Some say the house resembled a wedge of cheese. Imagine buying a triangular wedge of cheddar and placing it on the table with the wide side facing down. That’s the shape of this house. The slanted part of the cheese wedge – the back of the house – looked fairly normal, with brown siding and some windows. But the other side of the wedge - where the rind would be - was a futuristic space house. It was lined edge to edge with eighteen 10-foot-tall, imposing glass windows… designed to beckon in the sun.

I’m Johanna Mayer, and this is From Our Inbox, a series from Lost Women of Science. This unusual home was called the Dover Sun House. And it was the brainchild of Hungarian-American biophysicist Mária Telkes.

Erin Twamley:  My name is Erin Twamley. I am a children's book author who loves to share the stories, careers, and superpowers of everyday women. 

Johanna Mayer: Erin writes books about what she calls “everyday superheroes” – women who work in STEM, or science, technology, engineering, and math. It was Erin who first wrote to us about Mária Telkes. 

Erin Twamley: I would love Dr. Maria to be in every fifth grade classroom. Dr. Maria really helped to shape some of our understanding of what we can do with solar power.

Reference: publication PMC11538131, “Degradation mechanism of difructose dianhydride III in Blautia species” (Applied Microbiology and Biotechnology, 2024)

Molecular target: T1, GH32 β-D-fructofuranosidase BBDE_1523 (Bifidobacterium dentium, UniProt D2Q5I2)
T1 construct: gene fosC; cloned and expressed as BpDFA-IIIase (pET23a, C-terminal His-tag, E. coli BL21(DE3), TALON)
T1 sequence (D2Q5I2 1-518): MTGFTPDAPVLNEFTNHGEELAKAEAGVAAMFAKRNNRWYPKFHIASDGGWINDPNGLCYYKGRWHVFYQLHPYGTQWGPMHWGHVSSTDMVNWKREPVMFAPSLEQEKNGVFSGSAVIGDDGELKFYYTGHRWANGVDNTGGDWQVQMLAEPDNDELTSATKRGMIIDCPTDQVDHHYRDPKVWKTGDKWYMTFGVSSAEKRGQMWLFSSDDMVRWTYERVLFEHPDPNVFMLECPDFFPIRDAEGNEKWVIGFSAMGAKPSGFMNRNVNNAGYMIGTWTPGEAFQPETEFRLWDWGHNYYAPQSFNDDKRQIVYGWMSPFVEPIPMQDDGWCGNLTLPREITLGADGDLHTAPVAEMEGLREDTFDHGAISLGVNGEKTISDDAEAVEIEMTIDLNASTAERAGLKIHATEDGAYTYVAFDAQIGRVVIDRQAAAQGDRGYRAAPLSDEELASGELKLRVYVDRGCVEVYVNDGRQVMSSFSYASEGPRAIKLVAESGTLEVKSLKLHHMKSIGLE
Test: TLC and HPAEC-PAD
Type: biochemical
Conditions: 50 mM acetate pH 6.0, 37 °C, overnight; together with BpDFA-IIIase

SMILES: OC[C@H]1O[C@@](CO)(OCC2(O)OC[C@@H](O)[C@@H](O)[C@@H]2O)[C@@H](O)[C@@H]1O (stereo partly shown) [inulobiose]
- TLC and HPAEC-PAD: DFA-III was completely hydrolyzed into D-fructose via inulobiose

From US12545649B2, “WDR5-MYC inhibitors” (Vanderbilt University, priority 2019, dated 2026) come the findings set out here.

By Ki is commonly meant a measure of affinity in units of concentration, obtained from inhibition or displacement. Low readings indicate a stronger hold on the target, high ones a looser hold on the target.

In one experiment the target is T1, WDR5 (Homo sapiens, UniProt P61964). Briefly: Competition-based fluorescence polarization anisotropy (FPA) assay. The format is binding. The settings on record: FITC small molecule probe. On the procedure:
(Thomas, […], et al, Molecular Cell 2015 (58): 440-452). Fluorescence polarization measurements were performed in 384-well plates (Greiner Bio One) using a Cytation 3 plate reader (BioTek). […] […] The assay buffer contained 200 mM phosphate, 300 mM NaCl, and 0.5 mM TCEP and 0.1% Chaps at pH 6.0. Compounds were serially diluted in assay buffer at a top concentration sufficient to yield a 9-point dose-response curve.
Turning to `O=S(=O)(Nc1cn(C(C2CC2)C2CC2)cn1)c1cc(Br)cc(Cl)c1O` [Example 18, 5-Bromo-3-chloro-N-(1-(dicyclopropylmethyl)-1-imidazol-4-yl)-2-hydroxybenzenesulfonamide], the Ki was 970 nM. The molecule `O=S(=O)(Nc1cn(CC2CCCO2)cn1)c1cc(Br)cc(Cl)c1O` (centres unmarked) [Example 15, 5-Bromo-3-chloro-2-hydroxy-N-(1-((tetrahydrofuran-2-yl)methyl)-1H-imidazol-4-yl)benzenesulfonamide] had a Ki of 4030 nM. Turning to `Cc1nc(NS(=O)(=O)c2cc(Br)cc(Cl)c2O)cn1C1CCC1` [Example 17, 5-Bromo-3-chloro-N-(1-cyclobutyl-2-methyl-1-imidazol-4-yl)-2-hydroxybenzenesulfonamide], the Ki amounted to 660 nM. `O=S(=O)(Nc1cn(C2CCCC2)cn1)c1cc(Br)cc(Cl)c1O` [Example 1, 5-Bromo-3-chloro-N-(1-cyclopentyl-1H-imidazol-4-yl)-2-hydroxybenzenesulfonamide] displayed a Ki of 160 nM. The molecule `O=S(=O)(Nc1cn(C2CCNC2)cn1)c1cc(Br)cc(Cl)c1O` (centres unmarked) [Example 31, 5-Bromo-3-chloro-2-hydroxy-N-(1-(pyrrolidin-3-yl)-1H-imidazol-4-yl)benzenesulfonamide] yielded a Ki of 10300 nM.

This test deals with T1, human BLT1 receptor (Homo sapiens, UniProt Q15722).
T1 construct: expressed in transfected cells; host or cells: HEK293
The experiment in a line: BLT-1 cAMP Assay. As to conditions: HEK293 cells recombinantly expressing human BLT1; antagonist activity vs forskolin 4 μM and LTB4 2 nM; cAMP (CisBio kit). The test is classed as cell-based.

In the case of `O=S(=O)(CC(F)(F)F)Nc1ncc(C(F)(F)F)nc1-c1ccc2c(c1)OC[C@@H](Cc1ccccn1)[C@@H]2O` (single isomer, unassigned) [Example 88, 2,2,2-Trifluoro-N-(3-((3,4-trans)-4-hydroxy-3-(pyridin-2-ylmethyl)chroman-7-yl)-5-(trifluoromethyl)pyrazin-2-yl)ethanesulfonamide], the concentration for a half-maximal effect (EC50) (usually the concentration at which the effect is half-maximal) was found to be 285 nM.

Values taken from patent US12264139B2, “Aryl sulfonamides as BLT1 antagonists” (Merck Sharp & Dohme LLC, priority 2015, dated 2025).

Johanna Mayer: Mária Telkes was born in Hungary in 1900, and got interested in solar energy while studying at the University of Budapest. By 1924, she’d gotten her PhD in physical chemistry, and she decided to move to the US to work as a biophysicist at the renowned Cleveland Clinic. Biophysicists generally apply the principles of physics and math to biological systems – for example, when she was at the Cleveland Clinic, Mária worked on a photoelectric machine that recorded brain waves.  

After a few years, she moved to MIT. And she became so dedicated to the world of solar, that she soon earned a nickname: the Sun Queen.

Over her lifetime, the Sun Queen would earn more than 20 patents, nearly all of which had to do with harnessing the power of that great big burning ball in the sky.